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TOPIC: Alternatives for Fish during lent

 
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March 11, 2011 5:34 PM
Now that we are in the first week of Lent I shruggle to find heathly alternatives to fish. I only like tuna fish and no other fish and I can only eat tuna so many times in one day without wanting to gag. It is my fear that if I continue to eat tuna and only tuna for the next 4 Fridays I will end up cheating again like I did today. Please help give me alternatives that is meat-free but has protein!!
Thanks
March 11, 2011 5:37 PM
In the morning I had eggs, then for lunch I had a grilled cheese sandwich, and for dinner I had fish.
March 11, 2011 5:39 PM
Beans (soups, black bean quasadillas), lentils, dairy (low fat cheeses and yogurt), seafood (not sure if that is included in fish for you), experiment with tofu, Boca burgers, nuts (peanut butter on Nature's Pride bread is a favorite of mine)

Lots of recipes out there for all those things.

Hope that gives you some ideas!!
  623151
March 11, 2011 5:39 PM
other seafood, like shrimp & scallops & crap are all low cal :o)
March 11, 2011 5:39 PM
pasta with lots of veggies; tofu with asian sauces, rice and veggies; pizza; eggs (like a strata); mexican (beans, rice, cheese)
March 11, 2011 5:40 PM
Quiche, roast vegetables with poached eggs on them, shrimp or shellfish, breakfast for dinner - waffles, cottage cheese pancakes (a Jane Brody recipe)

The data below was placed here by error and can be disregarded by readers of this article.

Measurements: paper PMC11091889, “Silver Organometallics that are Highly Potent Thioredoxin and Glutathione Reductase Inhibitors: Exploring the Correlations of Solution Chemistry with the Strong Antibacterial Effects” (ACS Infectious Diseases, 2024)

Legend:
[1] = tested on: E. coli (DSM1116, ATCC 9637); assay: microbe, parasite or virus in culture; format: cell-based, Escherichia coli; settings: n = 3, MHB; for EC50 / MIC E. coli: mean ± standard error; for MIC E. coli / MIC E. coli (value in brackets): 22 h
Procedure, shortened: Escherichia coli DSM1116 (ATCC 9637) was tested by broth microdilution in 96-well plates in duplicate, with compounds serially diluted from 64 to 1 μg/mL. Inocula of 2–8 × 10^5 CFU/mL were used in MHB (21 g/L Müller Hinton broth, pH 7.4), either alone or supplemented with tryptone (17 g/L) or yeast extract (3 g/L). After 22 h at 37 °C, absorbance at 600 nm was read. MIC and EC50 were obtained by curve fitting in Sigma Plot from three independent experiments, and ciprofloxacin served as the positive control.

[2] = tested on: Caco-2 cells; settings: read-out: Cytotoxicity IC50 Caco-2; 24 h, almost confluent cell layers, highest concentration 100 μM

March 11, 2011 5:41 PM
i was always taught in school that eggs are considered meat.
theres always pasta with marinara or pesto
pizza ( smart ones makes 4 mini pizzas that is very fillling with a salad
  4021559
March 11, 2011 5:41 PM
i was always taught in school that eggs are considered meat.
theres always pasta with marinara or pesto
pizza ( smart ones makes 4 mini pizzas that is very fillling with a salad
  4021559
March 11, 2011 5:41 PM
Portabella pizzas! Top with any and all veggies!
Do breakfast for dinner...minus the meat. Eggs, oats, pancakes...the list goes on.
Someone said grilled cheese.
PB&J
Veggie lasagna
Eggplant parm.
Do an all veggie dinner...possibilities are endless there. :)
March 11, 2011 5:43 PM
Veggie burgers, any of the fake meats.. veggie bacon, veggie dogs, etc.

I made my own veggie burgers out of chickpeas before. Eggs are really good too.

Greek yogurt, cottage cheese, some multigrain bread is high protein too for non-meat like sources of protein.

You could make vegetarian chili with beans, green pepper, onions, corn, etc.
  1228555
March 11, 2011 5:44 PM
Besides what others have mentioned -- there is a great black bean/corn quesadilla recipe on allrecipes.com (or plenty of other ideas with mexican -- veggie taco salad, veggie tacos, etc.)

Eggplant - yum!

Beans -- black, white, pinto, red beans & rice...

PBJ :)

Cottage cheese is high in protein (but also high in sodium)
March 11, 2011 5:50 PM
Some great suggestions by the others, but you might also consider tofu, tempa, miso, textured vegetable protein, Ives veggie products (fake meat products made from soy), hemp flour, hemp hearts, hemp protein, rice protein powder, pea protein powder, lentils, bee pollen, and spirulina to name a few. But first it might be important to understand what constitutes "protein".

Took this from an article I wrote on my website www.onestopveganhealthshop.com
Thought it might help.